Thank you, Mr. Mayor.
My name is Joe Weedon. I’m here today as a parent of two students at Maury Elementary School and as a member of the Eliot-Hine MS LSAT. I serve as the Maury PTA’s Middle School Committee Chair and as Maury ES representative on DCPS’s Eliot-Hine Collaboration Team. I am also a member of Office of the State Superintendent of Education’s (OSSE) Title I Committee of Practitioners.
I would like to begin by thanking you for your investment in middle schools in this year’s budget. Parents across the city have waited far too long to see middle school reform move forward. I’d also like to thank DCPS for revisiting, and adjusting, the initial budget allocation made to Maury ES.
FY2015 Budget Process
At community meetings held across the city this spring, Chancellor Henderson promised, repeatedly, that this year’s DCPS budget process would be different. At two events I attended – January 27th for middle school LSATs and February 6th for elementary school LSATs – the Chancellor laid out a timeline for DCPS to announce new initiatives, for school officials to begin planning for the coming year, and for LSATs and parents to be consulted before our final school budgets were submitted to central office. The Chancellor also encouraged those attending these meetings to “dream big” and “envision what you would do with a 10% funding increase.”
Unfortunately, the process was not different and the impact of the Chancellor not following through on promised budget increases was devastating. Deadlines were missed, information about different initiatives was hard to find and often vague. And, the Chancellor’s promise of across the board funding increases was hollow. The impact of these broken promises cannot be understated. At Maury ES, the LSAT had developed a strong plan to utilize new, promised, resources and then was given only 6 days – over a weekend and with a snow day further undermining the ability to meet – to develop an entirely new staffing plan for the school. After promises of new resources, teachers and support staff were given a budget that threatened their jobs, undermining school moral just weeks before DC CAS testing. Parents and community members felt like they had to break promises to beloved staff and that the future of our school was in jeopardy.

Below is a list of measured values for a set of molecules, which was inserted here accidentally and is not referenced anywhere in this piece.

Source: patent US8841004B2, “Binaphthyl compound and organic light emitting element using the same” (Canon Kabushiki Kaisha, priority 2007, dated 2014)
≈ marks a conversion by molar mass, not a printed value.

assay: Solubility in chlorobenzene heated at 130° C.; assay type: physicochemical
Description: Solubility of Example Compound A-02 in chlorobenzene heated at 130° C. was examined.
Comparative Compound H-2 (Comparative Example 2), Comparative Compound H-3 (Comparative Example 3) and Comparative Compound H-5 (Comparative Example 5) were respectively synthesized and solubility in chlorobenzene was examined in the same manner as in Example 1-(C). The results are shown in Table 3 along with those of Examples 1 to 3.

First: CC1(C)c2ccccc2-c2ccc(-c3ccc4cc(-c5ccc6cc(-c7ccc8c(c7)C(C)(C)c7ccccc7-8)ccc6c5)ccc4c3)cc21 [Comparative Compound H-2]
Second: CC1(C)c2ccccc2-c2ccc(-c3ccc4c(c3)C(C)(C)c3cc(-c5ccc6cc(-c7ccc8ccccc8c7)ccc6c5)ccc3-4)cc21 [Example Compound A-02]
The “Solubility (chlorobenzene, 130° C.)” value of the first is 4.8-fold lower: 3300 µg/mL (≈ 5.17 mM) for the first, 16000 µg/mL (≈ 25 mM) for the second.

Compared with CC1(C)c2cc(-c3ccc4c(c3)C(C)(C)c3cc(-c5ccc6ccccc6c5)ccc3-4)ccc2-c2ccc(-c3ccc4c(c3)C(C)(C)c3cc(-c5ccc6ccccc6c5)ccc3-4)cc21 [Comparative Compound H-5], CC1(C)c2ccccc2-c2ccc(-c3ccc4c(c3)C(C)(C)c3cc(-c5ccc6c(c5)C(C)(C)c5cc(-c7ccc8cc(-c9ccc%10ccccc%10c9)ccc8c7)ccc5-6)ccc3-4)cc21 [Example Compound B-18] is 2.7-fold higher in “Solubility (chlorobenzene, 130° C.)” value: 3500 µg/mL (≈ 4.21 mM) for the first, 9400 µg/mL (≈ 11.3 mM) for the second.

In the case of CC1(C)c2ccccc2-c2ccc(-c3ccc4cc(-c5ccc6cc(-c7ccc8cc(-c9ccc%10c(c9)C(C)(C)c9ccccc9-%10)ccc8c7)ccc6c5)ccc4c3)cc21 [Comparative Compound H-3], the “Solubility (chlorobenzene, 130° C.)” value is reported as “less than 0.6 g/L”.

While I am a strong supporter of many of the Chancellor’s initiatives, the annual budget process is unnecessarily frustrating and I’m disappointed that Chancellor Henderson, once again, failed to meet the expectations that she set for herself. That said, overall, the FY2015 DCPS budget provides limited new resources across Ward 6 and begins to fulfill promises made in 2010 about supporting our middle schools, implementing the Ward 6 Middle School Plan and creating stable pathways from early education through high school graduation.
Eliot-Hine MS. A Strong Step Forward.
The FY2015 DCPS budget for Eliot-Hine MS is $4,142,708, a $566,405 increase over the FY2014 budget. At this level of funding, the principal and LSAT have created a staffing plan that will allow Eliot-Hine MS to move forward with the implementation of a strong IB Middle Years Programme by providing world language instruction to all students, by continuing to offer innovative courses – including TV/Radio Broadcasting – and by ensuring all students have full year access to English, Math – including Algebra – and other core subjects.
While the community is generally pleased with the overall budget for Eliot-Hine MS, there are still concerns. Over the past year, DCPS and the community has invested in a new collection for the Eliot-Hine library and media center and the library has become a destination for students; however, at current budget allocations Eliot-Hine will not be able to maintain full-time staffing for the library and media center undermining this investment and preventing our students from having access to these resources.
Across the District, only four middle schools failed to receive allocations for full-time librarians – Cardozo MS, Eliot-Hine MS, Johnson MS, and Sousa MS. Each of these schools falls short of a 300 student threshold for receiving a full-time allocation. However, at current and school-projected enrollment levels, Eliot-Hine MS will exceed this 300 student threshold.